AFL Blog

Footy central for all the latest updates from on and off the field.

In Richmond’s defence they have been settling in

In Richmond’s defence they have been settling in
May
1
1 0

Written by AFL Online on 1st May 2012

When Richmond’s final team to play the West Coast on Sunday was selected in the Saturday paper, two things occurred to me. This is the same back six which was selected the previous week and when was the last time their back six did not change? The formation I am referring to is Morris – Rance – Newman; Houli – Grimes – Batchelor.

Much has been made of Richmond’s ups and downs since commencing yet another rebuild under Damien Hardwick in 2010. It took until round 10 that year to break a 13 match losing streak (the Tigers lost the last four games of 2009) when they gritted their way to a 47 point win over Port Adelaide at AAMI Stadium. One bookmaker even paid out on the Tigers winning the wooden spoon in 2010 as early as round 4 after they were winless with an average losing margin of almost ten goals.

An Essendon supporter, I was there to witness their ninth straight loss under Hardwick in 2010 when the Bombers started with a seven goal to two first quarter before eventually winning by 35 points. In defence for Richmond that night were Newman (13 possessions), Rance (10), McGuane (10), Moore (8) Nason (8) and Thursfield (5). Essendon took 110 marks to Richmond’s 63. Perhaps this loss to the club he won a premiership with in 2000 (as a key figure in one of the most ruthless defence’s of the modern era) was the catalyst for rebuilding Richmond’s brittle defence. In between then and their spirited loss to the undefeated West Coast Eagles on Sunday, the Tigers have ‘improved’ to a 15-23-1 record under Hardwick. Ironically the Eagles (24-19-0 during the same period) were the eventual wooden spooners in 2010.

Assuming Richmond’s back six has been fairly settled since Jake Batchelor came into the team in round 2, their averages in four games are impressive: Morris (16 possessions), Rance (21), Newman (23), Houli (24), Grimes (16), Batchelor (19). In those games the team also managed an average of 107 marks compared to 91 and a (points) for and against of 105%. It was predominantly quality opposition too in three of last year’s top four teams (Geelong, Collingwood and West Coast) and a lowly Melbourne. While the Tigers did score 133 against a depleted Demons side, they only conceded over 100 points once (107) to West Coast.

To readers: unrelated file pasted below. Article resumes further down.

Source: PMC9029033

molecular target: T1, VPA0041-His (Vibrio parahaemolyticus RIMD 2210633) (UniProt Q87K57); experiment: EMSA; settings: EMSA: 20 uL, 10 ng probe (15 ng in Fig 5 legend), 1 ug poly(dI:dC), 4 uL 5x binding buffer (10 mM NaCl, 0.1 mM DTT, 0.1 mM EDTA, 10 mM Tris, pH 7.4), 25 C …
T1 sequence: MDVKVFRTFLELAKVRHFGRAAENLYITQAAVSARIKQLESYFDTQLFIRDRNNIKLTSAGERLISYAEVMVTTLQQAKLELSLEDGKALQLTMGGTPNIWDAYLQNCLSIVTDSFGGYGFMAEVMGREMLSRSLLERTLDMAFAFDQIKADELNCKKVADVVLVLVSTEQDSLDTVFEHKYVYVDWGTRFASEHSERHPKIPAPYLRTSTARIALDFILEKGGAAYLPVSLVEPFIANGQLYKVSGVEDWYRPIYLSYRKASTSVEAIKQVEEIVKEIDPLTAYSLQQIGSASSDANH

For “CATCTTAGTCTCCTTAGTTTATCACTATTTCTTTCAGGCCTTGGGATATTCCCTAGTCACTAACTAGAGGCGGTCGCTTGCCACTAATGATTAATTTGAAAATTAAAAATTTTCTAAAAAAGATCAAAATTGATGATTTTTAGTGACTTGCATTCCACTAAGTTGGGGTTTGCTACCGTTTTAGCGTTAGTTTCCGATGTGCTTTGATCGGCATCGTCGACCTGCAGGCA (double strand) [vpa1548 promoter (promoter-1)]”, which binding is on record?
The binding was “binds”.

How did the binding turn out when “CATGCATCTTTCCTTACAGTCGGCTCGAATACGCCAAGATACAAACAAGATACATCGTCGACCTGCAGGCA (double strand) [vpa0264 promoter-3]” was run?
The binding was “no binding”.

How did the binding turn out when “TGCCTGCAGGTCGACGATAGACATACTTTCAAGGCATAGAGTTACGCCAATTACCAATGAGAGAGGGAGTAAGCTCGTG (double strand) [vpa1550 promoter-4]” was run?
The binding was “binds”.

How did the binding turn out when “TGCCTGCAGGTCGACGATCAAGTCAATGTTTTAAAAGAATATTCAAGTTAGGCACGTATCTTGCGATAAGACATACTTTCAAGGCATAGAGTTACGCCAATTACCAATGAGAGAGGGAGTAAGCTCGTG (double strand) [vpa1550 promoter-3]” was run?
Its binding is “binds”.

The team’s defensive structure does not solely rely on the shoulders of its emerging back six, as just to name a few like Deledio, Grigg, Conca and Ellis all spend time back there to help out and provide elite kicking. A tough and skillful defender himself, “Dimma” has focused on developing quick ball movement and elite kicking out of Richmond’s defence, which had previously dogged the Tigers. However clearly there is a correlation between a settled back six and more consistent team performances. Let’s briefly examine the players old and new, which comprise the Tiger’s current back six.

Steven Morris
Originally overlooked as a Father-Son selection to the Tigers, they are now blessed to have him. Beginning in round 1 Morris has carried on his great work as a physical small defender in the SANFL last year at AFL level.

Alex Rance
Already showing good improvement from his second to third AFL season, Rance has taken it to another level this year. He’s physically developed enough to play on the big boys and hurt them going forward if not manned up.

Chris Newman
Most would agree that the skipper’s ball winning ability and disposal has gone to the elite category.

Bachar Houli
Given a regular role at half back and through the midfield with the Tigers, Houli has made rapid improvement under Hardwick and is seemingly more composed with his disposal under pressure.

Dylan Grimes
Now in his third season and standing at 193cm, Grimes is starting to find his feet at the level and provide much needed grunt and muscle along with Rance. Like his older brother Jack at Melbourne, wears his opponents like a glove.

Jake Batchelor
I saw Batchelor play in the TAC Cup competition in 2010 and thought he was the best contested mark of his group. In only his second AFL season, he is already showing glimpses it will be a strength at the senior level.

It has taken two years but finally Dimma has a settled and balanced emerging back six which can help propel the Tigers to a long overdue finals campaign. After a tough 1-4 start to the season it may not be in 2012 but if this group can stay healthy over the next 12-18 months, Tiger fans have plenty to look forward too.

Written by: Roger “Shooter” Cooper